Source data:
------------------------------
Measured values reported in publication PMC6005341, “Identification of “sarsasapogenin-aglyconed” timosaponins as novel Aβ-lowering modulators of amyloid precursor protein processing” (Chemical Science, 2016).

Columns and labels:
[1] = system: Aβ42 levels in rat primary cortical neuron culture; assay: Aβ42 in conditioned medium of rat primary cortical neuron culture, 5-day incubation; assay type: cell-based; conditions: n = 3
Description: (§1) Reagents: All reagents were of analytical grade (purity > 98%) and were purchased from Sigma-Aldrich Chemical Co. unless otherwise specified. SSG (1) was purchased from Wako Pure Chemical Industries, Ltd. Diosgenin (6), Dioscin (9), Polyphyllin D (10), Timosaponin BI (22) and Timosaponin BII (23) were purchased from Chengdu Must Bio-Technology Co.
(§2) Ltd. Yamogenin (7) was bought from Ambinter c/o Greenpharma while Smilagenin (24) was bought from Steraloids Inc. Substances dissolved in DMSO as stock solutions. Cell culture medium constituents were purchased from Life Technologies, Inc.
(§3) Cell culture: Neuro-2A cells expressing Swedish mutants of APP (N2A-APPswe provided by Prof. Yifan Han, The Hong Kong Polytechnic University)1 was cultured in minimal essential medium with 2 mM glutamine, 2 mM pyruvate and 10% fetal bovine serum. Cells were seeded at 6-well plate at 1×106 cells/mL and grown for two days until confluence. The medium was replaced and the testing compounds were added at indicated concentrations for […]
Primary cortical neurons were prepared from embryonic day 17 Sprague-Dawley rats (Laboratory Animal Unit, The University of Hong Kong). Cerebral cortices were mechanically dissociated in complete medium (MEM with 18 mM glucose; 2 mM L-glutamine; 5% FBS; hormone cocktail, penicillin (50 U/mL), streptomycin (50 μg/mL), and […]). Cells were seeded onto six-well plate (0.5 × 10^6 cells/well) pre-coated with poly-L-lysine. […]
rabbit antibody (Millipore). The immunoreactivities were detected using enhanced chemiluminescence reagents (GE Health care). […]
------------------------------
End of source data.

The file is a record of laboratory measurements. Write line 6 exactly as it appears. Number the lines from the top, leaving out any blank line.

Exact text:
(§3) Cell culture: Neuro-2A cells expressing Swedish mutants of APP (N2A-APPswe provided by Prof. Yifan Han, The Hong Kong Polytechnic University)1 was cultured in minimal essential medium with 2 mM glutamine, 2 mM pyruvate and 10% fetal bovine serum. Cells were seeded at 6-well plate at 1×106 cells/mL and grown for two days until confluence. The medium was replaced and the testing compounds were added at indicated concentrations for […]